She’ll also use the space to help cultivate new choreographers, which will expand on her work with Context, a dance festival she initiated five years ago that will be in Moscow and St. Petersburg this November. She welcomed the Martha Graham Company in 2011 (its first time in Russia) and hopes to bring Ballet Theater this year. Ms. Vishneva, who recently spoke about her career in her dressing room, may need an infusion of New York City by then.
Following are edited excerpts from the interview.
Why are you stepping down from Ballet Theater?
My generation has already left, and at some point, you understand that this might be the time where you have to start a new page of your life. I love it here, but it’s time-consuming and energy-drawing, so I decided at this point, when time is not waiting, I’d rather spend it on new projects.
Do you have a base? Where did you live?
On a plane. [Laughs.] Depending on projects, my schedule varies. Sometimes it’s more in America. Sometimes it’s more in Europe or back home. When you stay at the same place, you get used to the routine, and it becomes boring, so when you move to a different company or country, you’re getting this shot of adrenaline. You are restarting somehow.
Do you like that?
It’s very important to find either a new style or new choreography or a new production that I haven’t done before. So I became a guest everywhere! [Laughs.] I don’t get deep into what’s happening at a specific company; by moving around, I feel freedom for artistic development.
Is it also so that you don’t get caught up in company politics?
Yes. When something starts to get, not messy but to touch me, I can say, “I’m done here.” [Laughs.]
I have earned this status and position. I didn’t just get it because I’m a great talker. I got it because of all the work I put into it and what I showed onstage. I have this from my childhood, being trained in Russia. Unfortunately, in the new generation, not everybody has this diligence.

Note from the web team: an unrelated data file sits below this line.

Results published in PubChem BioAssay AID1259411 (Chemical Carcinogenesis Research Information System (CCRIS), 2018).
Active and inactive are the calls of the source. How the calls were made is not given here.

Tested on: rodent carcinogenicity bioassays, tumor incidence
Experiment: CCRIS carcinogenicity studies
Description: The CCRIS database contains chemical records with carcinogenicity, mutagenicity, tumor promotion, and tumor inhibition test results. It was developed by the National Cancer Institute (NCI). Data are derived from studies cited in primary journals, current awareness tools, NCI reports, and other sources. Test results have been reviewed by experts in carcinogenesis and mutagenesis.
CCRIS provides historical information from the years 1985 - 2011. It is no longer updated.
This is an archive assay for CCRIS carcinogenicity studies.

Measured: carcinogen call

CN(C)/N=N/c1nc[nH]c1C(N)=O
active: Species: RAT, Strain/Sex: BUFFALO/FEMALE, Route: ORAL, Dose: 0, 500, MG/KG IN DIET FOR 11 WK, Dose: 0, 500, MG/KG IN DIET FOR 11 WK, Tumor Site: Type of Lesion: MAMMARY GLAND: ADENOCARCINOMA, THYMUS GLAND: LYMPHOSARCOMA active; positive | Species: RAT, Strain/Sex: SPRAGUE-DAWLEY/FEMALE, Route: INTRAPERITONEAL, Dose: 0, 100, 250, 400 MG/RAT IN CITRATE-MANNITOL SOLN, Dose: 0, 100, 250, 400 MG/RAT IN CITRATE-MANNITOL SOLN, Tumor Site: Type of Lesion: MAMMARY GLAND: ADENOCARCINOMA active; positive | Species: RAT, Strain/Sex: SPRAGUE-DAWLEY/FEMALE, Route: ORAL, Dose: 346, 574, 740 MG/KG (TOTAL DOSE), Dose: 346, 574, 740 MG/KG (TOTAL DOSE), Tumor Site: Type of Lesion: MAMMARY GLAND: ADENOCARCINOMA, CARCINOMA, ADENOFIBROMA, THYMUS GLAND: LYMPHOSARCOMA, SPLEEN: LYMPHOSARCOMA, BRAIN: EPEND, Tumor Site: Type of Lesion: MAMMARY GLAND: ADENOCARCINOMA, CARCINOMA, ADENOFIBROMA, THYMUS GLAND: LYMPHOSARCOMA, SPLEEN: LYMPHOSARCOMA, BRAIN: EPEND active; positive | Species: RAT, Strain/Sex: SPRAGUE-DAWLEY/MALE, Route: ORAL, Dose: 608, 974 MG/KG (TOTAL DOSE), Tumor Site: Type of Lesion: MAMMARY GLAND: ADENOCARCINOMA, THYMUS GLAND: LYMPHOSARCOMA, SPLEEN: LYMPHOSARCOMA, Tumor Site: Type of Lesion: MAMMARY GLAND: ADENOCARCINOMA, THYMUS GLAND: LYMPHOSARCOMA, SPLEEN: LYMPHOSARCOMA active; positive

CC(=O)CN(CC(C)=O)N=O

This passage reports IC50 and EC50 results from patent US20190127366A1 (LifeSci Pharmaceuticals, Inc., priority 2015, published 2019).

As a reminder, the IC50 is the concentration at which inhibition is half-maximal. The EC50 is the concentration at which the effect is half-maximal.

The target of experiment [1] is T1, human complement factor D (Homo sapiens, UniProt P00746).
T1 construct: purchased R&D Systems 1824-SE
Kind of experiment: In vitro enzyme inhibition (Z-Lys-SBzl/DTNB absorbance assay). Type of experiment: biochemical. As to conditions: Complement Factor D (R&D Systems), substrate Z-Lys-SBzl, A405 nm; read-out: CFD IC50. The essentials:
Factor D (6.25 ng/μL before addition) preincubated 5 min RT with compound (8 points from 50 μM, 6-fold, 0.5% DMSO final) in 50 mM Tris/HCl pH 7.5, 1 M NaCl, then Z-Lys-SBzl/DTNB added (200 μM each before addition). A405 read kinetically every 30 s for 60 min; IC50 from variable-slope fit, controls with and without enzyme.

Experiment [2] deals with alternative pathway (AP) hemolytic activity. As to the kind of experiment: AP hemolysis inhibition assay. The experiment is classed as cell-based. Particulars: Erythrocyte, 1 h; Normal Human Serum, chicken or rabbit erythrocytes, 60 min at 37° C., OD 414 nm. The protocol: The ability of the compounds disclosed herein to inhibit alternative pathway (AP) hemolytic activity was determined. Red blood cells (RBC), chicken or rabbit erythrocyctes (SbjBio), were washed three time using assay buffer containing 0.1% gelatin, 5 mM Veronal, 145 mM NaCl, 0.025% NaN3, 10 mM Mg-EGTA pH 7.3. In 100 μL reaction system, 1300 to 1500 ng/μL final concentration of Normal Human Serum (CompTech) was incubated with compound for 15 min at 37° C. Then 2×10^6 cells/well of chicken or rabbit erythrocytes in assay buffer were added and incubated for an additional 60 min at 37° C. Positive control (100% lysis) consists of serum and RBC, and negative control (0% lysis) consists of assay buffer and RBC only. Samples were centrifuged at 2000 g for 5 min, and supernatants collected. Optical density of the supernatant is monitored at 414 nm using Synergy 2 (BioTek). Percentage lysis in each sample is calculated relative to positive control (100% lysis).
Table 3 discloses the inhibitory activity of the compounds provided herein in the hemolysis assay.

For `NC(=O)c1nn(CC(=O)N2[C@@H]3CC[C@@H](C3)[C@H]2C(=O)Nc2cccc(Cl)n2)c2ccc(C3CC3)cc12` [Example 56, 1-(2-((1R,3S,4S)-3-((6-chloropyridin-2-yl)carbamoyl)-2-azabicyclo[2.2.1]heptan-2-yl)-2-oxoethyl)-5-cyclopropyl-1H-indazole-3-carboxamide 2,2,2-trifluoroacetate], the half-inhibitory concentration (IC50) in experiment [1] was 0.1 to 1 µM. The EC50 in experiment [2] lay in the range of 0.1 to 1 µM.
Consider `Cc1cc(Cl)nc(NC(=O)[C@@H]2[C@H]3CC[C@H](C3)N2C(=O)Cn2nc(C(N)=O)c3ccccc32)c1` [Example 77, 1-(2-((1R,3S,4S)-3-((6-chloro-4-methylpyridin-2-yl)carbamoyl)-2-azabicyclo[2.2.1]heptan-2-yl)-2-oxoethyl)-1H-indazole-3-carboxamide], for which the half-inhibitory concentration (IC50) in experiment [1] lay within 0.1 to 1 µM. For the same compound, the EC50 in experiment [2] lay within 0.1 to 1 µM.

Maybe because, in my generation, we had something to go for, to reach. Maybe it was competition. It was very hard to get somewhere on a professional level because you were surrounded with unbelievably strong dancers. I didn’t want to be just a dancer, I wanted to own and use the language of art.
What do you think of ballet training today?
The world is different, life is different, and kids are different. When I go to see my own teacher, I am shocked with the fact that nowadays the teacher has to repeat [instructions] over and over — 10 times, 20 times.
In my generation, you were told once. We would try over and over; now, they just stand there looking. I don’t know what they have in their heads. We were afraid of our teachers, yet we thought they were gods and we loved them. Now we have this feeling that teachers depend on students.
Is that true only in Russia?
No, it’s everywhere.
This season at Ballet Theater, there aren’t the usual international stars. How do you feel about that?
Obviously, there is a chance for dancers in the company to experience growth and to land parts that they would not necessarily have. But there has to be a balance between local and invited. It gives a new touch, a new potential to the ballets.
A major focus for you in the future will be your festival. What was the dance climate like when you started it?
[Smiles.] It was a little controversial. I am from the classical world and I am doing something contemporary, and I created a festival and why is she doing this? For what reason? She is classical! Now it’s absolutely interconnected, but before they were parallel. Nobody remembers why it was controversial. [Laughs.]
What will you miss about your frequent Ballet Theater partner Marcelo Gomes?
It’s not possible to miss Marcelo. We will continue. It’s very rare that it happens with a partner — this unbelievable connection, this chemistry.
I don’t have the feeling that I am saying goodbye to A.B.T. I know that I have to break and leave the system. When someone says, “I’m tired,” I say: “Well, you never worked at A.B.T. Try going there.”
New York is a hard town, isn’t it?
Yes. [Laughs.] And mentally, psychologically, emotionally, not everyone can withstand these conditions. So when you are standing there in front of the audience — the grateful, wonderful audience thanking you for your performance — you’ve gone through rehearsing and felt all the pressure. The feeling of standing in front of this grateful audience is mind-blowing. You almost feel like you’ve done an amazing deed. The gratitude that you get from the audience is so much different in America.
Here, people are so open. And this openness and gratitude gives you an unbelievable freedom to open up to them. But you don’t feel it anywhere else. You only feel it here.
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